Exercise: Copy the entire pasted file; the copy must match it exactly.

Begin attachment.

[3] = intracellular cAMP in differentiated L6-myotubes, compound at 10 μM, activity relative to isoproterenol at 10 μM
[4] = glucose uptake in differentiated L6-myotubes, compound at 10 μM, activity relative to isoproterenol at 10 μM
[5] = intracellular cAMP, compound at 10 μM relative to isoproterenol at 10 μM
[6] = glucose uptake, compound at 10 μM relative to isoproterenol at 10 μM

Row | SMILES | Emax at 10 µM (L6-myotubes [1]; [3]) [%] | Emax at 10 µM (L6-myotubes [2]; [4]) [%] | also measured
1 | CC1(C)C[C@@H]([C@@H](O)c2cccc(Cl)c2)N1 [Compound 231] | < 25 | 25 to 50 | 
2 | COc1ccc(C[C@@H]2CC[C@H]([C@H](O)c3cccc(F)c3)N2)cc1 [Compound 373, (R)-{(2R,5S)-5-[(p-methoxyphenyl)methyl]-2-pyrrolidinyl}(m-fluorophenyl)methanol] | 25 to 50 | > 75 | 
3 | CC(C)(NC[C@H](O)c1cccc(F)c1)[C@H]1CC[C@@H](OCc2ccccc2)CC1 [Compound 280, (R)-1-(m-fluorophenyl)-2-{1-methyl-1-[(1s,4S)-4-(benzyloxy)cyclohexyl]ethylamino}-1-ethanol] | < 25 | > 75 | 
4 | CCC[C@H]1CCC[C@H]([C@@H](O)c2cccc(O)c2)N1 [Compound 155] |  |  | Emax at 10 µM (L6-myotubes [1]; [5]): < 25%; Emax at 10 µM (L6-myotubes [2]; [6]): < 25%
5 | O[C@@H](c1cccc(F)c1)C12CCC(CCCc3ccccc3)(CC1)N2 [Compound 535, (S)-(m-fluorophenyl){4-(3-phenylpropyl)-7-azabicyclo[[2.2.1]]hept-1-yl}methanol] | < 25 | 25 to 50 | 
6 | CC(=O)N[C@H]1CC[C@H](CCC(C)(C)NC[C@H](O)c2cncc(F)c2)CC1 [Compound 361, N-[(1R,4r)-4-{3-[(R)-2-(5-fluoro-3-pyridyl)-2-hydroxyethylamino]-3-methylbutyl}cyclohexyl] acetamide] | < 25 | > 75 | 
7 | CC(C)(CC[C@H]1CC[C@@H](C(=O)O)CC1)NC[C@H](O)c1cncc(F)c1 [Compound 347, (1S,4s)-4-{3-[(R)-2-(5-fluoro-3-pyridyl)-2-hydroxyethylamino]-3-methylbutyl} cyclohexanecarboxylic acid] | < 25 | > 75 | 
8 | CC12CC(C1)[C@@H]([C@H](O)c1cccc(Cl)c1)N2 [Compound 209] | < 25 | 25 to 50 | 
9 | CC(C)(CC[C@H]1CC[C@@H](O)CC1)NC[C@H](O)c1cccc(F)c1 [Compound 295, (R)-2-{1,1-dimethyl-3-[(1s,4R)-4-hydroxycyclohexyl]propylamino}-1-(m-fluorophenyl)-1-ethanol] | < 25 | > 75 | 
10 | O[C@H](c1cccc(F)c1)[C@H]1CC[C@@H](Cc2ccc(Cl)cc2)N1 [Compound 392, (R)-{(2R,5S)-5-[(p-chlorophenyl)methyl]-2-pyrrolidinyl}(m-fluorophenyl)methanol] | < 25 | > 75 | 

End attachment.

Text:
[3] = intracellular cAMP in differentiated L6-myotubes, compound at 10 μM, activity relative to isoproterenol at 10 μM
[4] = glucose uptake in differentiated L6-myotubes, compound at 10 μM, activity relative to isoproterenol at 10 μM
[5] = intracellular cAMP, compound at 10 μM relative to isoproterenol at 10 μM
[6] = glucose uptake, compound at 10 μM relative to isoproterenol at 10 μM

Row | SMILES | Emax at 10 µM (L6-myotubes [1]; [3]) [%] | Emax at 10 µM (L6-myotubes [2]; [4]) [%] | also measured
1 | CC1(C)C[C@@H]([C@@H](O)c2cccc(Cl)c2)N1 [Compound 231] | < 25 | 25 to 50 | 
2 | COc1ccc(C[C@@H]2CC[C@H]([C@H](O)c3cccc(F)c3)N2)cc1 [Compound 373, (R)-{(2R,5S)-5-[(p-methoxyphenyl)methyl]-2-pyrrolidinyl}(m-fluorophenyl)methanol] | 25 to 50 | > 75 | 
3 | CC(C)(NC[C@H](O)c1cccc(F)c1)[C@H]1CC[C@@H](OCc2ccccc2)CC1 [Compound 280, (R)-1-(m-fluorophenyl)-2-{1-methyl-1-[(1s,4S)-4-(benzyloxy)cyclohexyl]ethylamino}-1-ethanol] | < 25 | > 75 | 
4 | CCC[C@H]1CCC[C@H]([C@@H](O)c2cccc(O)c2)N1 [Compound 155] |  |  | Emax at 10 µM (L6-myotubes [1]; [5]): < 25%; Emax at 10 µM (L6-myotubes [2]; [6]): < 25%
5 | O[C@@H](c1cccc(F)c1)C12CCC(CCCc3ccccc3)(CC1)N2 [Compound 535, (S)-(m-fluorophenyl){4-(3-phenylpropyl)-7-azabicyclo[[2.2.1]]hept-1-yl}methanol] | < 25 | 25 to 50 | 
6 | CC(=O)N[C@H]1CC[C@H](CCC(C)(C)NC[C@H](O)c2cncc(F)c2)CC1 [Compound 361, N-[(1R,4r)-4-{3-[(R)-2-(5-fluoro-3-pyridyl)-2-hydroxyethylamino]-3-methylbutyl}cyclohexyl] acetamide] | < 25 | > 75 | 
7 | CC(C)(CC[C@H]1CC[C@@H](C(=O)O)CC1)NC[C@H](O)c1cncc(F)c1 [Compound 347, (1S,4s)-4-{3-[(R)-2-(5-fluoro-3-pyridyl)-2-hydroxyethylamino]-3-methylbutyl} cyclohexanecarboxylic acid] | < 25 | > 75 | 
8 | CC12CC(C1)[C@@H]([C@H](O)c1cccc(Cl)c1)N2 [Compound 209] | < 25 | 25 to 50 | 
9 | CC(C)(CC[C@H]1CC[C@@H](O)CC1)NC[C@H](O)c1cccc(F)c1 [Compound 295, (R)-2-{1,1-dimethyl-3-[(1s,4R)-4-hydroxycyclohexyl]propylamino}-1-(m-fluorophenyl)-1-ethanol] | < 25 | > 75 | 
10 | O[C@H](c1cccc(F)c1)[C@H]1CC[C@@H](Cc2ccc(Cl)cc2)N1 [Compound 392, (R)-{(2R,5S)-5-[(p-chlorophenyl)methyl]-2-pyrrolidinyl}(m-fluorophenyl)methanol] | < 25 | > 75 | 